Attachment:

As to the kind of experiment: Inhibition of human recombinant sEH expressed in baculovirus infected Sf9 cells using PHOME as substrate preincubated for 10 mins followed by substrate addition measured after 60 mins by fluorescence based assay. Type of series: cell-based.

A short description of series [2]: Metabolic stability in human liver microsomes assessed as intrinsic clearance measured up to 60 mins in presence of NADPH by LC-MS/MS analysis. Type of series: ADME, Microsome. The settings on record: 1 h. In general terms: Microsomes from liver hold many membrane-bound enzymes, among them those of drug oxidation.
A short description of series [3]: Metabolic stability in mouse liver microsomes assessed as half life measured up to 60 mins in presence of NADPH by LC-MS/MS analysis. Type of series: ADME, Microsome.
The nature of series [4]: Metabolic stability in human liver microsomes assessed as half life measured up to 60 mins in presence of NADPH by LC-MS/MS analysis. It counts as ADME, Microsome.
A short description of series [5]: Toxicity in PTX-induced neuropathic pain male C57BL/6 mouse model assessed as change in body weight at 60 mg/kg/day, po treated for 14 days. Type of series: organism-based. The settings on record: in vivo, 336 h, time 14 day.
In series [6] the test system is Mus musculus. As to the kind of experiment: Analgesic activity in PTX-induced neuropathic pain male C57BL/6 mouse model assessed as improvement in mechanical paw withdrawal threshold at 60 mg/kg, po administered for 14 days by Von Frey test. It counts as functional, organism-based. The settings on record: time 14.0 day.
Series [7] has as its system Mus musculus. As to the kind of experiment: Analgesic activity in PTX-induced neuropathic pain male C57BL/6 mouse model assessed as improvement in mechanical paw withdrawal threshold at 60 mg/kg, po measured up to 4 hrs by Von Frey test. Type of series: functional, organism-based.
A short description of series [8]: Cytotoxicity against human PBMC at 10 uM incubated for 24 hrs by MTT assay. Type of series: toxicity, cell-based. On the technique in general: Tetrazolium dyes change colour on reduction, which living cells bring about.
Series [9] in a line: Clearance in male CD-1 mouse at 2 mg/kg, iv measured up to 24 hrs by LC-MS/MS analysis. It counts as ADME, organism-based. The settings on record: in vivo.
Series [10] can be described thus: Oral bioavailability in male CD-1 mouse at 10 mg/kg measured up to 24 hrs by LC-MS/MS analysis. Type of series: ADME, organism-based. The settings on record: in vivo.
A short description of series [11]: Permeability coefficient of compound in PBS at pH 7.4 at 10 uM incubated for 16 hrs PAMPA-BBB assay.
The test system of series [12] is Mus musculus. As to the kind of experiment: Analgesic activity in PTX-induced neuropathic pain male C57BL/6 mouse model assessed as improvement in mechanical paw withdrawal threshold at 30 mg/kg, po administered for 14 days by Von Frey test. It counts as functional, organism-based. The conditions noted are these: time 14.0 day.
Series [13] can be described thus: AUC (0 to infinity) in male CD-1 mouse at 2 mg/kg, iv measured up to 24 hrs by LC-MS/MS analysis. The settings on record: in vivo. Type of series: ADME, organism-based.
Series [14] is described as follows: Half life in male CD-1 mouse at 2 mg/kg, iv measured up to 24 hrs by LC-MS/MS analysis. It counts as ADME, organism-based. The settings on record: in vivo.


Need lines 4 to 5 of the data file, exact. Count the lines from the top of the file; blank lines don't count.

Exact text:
The nature of series [4]: Metabolic stability in human liver microsomes assessed as half life measured up to 60 mins in presence of NADPH by LC-MS/MS analysis. It counts as ADME, Microsome.
A short description of series [5]: Toxicity in PTX-induced neuropathic pain male C57BL/6 mouse model assessed as change in body weight at 60 mg/kg/day, po treated for 14 days. Type of series: organism-based. The settings on record: in vivo, 336 h, time 14 day.